The Pent House, High Pony, Ultra Major, Geometers
272 Meserole Street
Brooklyn, NY, 11206
This event is 21 and over
Ultra Major formed on a shady industrial row in Brooklyn's Gowanus neighborhood. Most of 2014 was spent writing and recording their debut album, 'Pretending to Swim'. This past year Ultra Major has been making a name for themselves while playing out and writing new material. Having played down in Austin for SXSW and just recently having played CMJ 2015 and being named as one of the top "Loud Rock Bands to See", Ultra Major has created a small, but growing buzz.
Ultra Major play loud, fuzzed-out, catchy alternative rock and roll. With delicate nods to the likes of Dinosaur Jr., Hum, Sonic Youth, and Superchunk, Ultra Major create a nostalgic yet fresh take on everything great about resounding guitar-driven rock music.
Some musicians hop on the right trends at the right time and wait for success to find them. If they are lucky, they turn the right heads and find themselves riding a swell of popularity, though their flame often fades when the next trend takes its turn.
But bands like Brooklyn, NY's Geometers take an opposite approach. Instead of chasing what's à la mode, they play the music they must; in fact, their brand of post-hardcore follows in the footsteps of bands that defied and redefined their genres decades ago—Engine Down and Small Brown Bike, Thrice and Shiner. Like these bands, Geometers may be better described as layered, or more simply loud, but able to balance their power with finesse.
The most dynamic moments on Geometers's self-titled EP aren't immediate. Instead, they swell slowly over the course of the song. "On My Own" starts with Sam Wadsworth's bass clicking beneath drummer David Beale's constrained cadence; by the end of the song, though, Kyle Pollard's once oscillating guitar melody has solidified, and its syncopated rhythm swings beneath his howling voice. Other songs simply bristle with menacing tension; it's there on "Title Fight" during the throbbing verses, even as Pollard and Wadsworth's voices slide smoothly through the turbulence, and on "Sidearm," a song that dodges into an ill-lit alley just as it seems most likely to strike.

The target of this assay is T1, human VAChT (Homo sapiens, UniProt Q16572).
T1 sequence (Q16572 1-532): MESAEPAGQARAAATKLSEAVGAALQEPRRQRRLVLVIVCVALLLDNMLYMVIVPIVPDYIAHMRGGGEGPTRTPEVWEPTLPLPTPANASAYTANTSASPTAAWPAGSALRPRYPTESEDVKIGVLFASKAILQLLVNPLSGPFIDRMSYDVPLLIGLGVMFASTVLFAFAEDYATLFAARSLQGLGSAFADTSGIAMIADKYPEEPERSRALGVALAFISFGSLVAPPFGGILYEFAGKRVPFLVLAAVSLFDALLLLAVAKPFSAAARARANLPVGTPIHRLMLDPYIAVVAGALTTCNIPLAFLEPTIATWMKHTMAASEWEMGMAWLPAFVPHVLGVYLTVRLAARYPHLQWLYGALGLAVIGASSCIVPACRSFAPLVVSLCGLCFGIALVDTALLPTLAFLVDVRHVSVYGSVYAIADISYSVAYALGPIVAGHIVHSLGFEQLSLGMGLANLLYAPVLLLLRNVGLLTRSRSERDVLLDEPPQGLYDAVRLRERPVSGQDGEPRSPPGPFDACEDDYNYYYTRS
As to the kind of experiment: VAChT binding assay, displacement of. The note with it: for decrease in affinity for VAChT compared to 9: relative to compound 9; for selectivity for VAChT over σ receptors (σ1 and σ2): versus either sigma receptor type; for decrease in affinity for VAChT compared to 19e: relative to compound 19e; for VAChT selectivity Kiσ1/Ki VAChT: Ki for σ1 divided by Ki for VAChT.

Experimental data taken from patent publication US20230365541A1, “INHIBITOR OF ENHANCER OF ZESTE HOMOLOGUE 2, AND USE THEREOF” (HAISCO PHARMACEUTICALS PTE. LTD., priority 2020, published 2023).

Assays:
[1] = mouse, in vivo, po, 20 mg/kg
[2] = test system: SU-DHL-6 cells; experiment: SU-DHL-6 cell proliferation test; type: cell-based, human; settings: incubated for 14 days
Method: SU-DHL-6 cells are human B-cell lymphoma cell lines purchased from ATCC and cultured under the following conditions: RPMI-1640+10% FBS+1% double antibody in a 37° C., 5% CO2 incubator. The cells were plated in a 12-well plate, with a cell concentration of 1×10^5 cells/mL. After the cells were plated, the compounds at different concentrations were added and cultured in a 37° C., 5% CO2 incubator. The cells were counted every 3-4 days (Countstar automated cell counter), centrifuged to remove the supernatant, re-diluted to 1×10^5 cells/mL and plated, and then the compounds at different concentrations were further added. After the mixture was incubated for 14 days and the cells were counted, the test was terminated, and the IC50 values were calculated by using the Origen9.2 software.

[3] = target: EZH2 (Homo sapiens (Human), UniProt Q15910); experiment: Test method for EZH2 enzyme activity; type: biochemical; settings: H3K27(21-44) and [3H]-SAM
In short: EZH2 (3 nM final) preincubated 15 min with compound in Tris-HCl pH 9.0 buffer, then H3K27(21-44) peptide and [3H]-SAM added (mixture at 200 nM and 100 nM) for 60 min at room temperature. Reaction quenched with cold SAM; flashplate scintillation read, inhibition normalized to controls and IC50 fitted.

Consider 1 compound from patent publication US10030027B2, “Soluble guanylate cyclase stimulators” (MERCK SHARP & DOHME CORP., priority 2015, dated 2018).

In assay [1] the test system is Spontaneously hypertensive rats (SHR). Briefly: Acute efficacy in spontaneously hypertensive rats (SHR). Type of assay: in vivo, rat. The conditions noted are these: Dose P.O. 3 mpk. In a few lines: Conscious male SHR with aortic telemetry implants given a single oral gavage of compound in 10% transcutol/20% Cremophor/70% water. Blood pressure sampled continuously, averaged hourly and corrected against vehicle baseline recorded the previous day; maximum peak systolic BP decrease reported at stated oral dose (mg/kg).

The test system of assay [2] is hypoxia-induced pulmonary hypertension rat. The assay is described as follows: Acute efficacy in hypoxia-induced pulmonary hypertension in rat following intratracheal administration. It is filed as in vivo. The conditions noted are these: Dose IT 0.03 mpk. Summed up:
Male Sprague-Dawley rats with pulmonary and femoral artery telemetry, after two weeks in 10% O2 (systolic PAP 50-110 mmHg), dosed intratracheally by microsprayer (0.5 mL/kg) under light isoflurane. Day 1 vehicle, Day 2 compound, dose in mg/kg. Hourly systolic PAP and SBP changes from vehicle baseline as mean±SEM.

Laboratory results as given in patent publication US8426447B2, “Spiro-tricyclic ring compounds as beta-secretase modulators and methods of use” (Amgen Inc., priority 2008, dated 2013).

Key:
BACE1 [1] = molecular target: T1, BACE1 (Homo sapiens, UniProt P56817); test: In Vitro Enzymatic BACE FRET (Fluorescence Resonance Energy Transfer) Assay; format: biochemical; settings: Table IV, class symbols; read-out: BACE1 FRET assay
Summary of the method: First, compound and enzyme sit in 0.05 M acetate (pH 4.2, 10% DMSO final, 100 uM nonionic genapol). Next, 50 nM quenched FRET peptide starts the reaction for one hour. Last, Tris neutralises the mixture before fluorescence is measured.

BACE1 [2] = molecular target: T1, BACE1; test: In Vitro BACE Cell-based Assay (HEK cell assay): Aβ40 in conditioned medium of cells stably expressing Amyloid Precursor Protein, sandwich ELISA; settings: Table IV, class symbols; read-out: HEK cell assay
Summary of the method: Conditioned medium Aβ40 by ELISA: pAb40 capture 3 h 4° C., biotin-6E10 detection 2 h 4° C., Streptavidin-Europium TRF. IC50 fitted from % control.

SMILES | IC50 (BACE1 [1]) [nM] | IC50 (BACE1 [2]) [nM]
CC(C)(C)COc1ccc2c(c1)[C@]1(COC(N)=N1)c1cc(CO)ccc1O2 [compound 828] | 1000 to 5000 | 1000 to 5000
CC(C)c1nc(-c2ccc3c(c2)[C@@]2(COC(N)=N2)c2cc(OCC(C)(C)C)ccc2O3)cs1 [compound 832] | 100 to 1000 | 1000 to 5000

Geometers's dynamic, menacing music is only one part of their more active approach. Instead of waiting for opportunities, they make their own—booking their own shows, participating constructively in their scene, persevering through tough times, and setting high standards for themselves. "I personally have wanted to record a record with J. Robbins since I was 13," Wadsworth admits. "He's my favorite producer, I think I could say that pretty easily." When the band learned that they could call the influential engineer and producer, they gave it a shot. "And he was just a totally sweet, normal dude who was really into working with us." Robbins recorded and produced their self-titled EP and their forthcoming full-length—records that never would have been laid down in Baltimore if they waited for success to find them in Brooklyn.
Of course, this approach doesn't always lead to immediate success, but does provoke something more important: a record as honest as it is powerful. "There was a moment after the last day of tracking where the other guys had fallen asleep," Wadsworth concludes, "and I listened to what we had recorded thus far, and I was really happy with it. This may be hyperbolic, but I didn't care if anyone else ever heard it because this is what I needed to do. We love this record, and we don't care no matter what else comes because this was the goal all along.